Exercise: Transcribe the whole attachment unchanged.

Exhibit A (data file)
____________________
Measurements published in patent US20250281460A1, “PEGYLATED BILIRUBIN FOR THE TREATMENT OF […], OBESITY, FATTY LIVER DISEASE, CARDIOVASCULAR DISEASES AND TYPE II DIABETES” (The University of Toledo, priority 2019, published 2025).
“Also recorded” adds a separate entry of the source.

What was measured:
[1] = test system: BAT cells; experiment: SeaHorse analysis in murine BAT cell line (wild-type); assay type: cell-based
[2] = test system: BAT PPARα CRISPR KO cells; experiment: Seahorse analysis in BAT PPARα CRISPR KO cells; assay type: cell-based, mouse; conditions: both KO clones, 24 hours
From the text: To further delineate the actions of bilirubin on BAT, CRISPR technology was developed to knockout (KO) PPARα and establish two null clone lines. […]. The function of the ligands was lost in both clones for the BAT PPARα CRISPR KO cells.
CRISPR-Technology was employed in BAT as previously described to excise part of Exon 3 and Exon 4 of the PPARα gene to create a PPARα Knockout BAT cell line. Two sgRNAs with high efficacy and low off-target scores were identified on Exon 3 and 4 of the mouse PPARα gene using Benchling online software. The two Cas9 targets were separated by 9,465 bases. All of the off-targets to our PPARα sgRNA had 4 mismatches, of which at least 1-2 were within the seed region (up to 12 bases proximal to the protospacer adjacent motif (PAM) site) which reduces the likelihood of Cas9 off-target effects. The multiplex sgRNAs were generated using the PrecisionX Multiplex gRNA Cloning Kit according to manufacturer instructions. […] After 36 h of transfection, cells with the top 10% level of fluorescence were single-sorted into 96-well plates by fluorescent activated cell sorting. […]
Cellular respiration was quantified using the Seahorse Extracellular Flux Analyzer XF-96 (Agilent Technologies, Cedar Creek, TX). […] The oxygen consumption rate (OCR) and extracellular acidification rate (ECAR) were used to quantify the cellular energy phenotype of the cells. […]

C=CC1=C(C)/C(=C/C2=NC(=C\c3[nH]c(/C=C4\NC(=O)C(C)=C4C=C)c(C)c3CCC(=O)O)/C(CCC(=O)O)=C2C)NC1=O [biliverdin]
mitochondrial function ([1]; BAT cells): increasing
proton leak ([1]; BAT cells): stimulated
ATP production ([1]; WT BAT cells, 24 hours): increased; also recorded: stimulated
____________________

Measurements published in patent US20250281460A1, “PEGYLATED BILIRUBIN FOR THE TREATMENT OF […], OBESITY, FATTY LIVER DISEASE, CARDIOVASCULAR DISEASES AND TYPE II DIABETES” (The University of Toledo, priority 2019, published 2025).
“Also recorded” adds a separate entry of the source.

What was measured:
[1] = test system: BAT cells; experiment: SeaHorse analysis in murine BAT cell line (wild-type); assay type: cell-based
[2] = test system: BAT PPARα CRISPR KO cells; experiment: Seahorse analysis in BAT PPARα CRISPR KO cells; assay type: cell-based, mouse; conditions: both KO clones, 24 hours
From the text: To further delineate the actions of bilirubin on BAT, CRISPR technology was developed to knockout (KO) PPARα and establish two null clone lines. […]. The function of the ligands was lost in both clones for the BAT PPARα CRISPR KO cells.
CRISPR-Technology was employed in BAT as previously described to excise part of Exon 3 and Exon 4 of the PPARα gene to create a PPARα Knockout BAT cell line. Two sgRNAs with high efficacy and low off-target scores were identified on Exon 3 and 4 of the mouse PPARα gene using Benchling online software. The two Cas9 targets were separated by 9,465 bases. All of the off-targets to our PPARα sgRNA had 4 mismatches, of which at least 1-2 were within the seed region (up to 12 bases proximal to the protospacer adjacent motif (PAM) site) which reduces the likelihood of Cas9 off-target effects. The multiplex sgRNAs were generated using the PrecisionX Multiplex gRNA Cloning Kit according to manufacturer instructions. […] After 36 h of transfection, cells with the top 10% level of fluorescence were single-sorted into 96-well plates by fluorescent activated cell sorting. […]
Cellular respiration was quantified using the Seahorse Extracellular Flux Analyzer XF-96 (Agilent Technologies, Cedar Creek, TX). […] The oxygen consumption rate (OCR) and extracellular acidification rate (ECAR) were used to quantify the cellular energy phenotype of the cells. […]

C=CC1=C(C)/C(=C/C2=NC(=C\c3[nH]c(/C=C4\NC(=O)C(C)=C4C=C)c(C)c3CCC(=O)O)/C(CCC(=O)O)=C2C)NC1=O [biliverdin]
mitochondrial function ([1]; BAT cells): increasing
proton leak ([1]; BAT cells): stimulated
ATP production ([1]; WT BAT cells, 24 hours): increased; also recorded: stimulated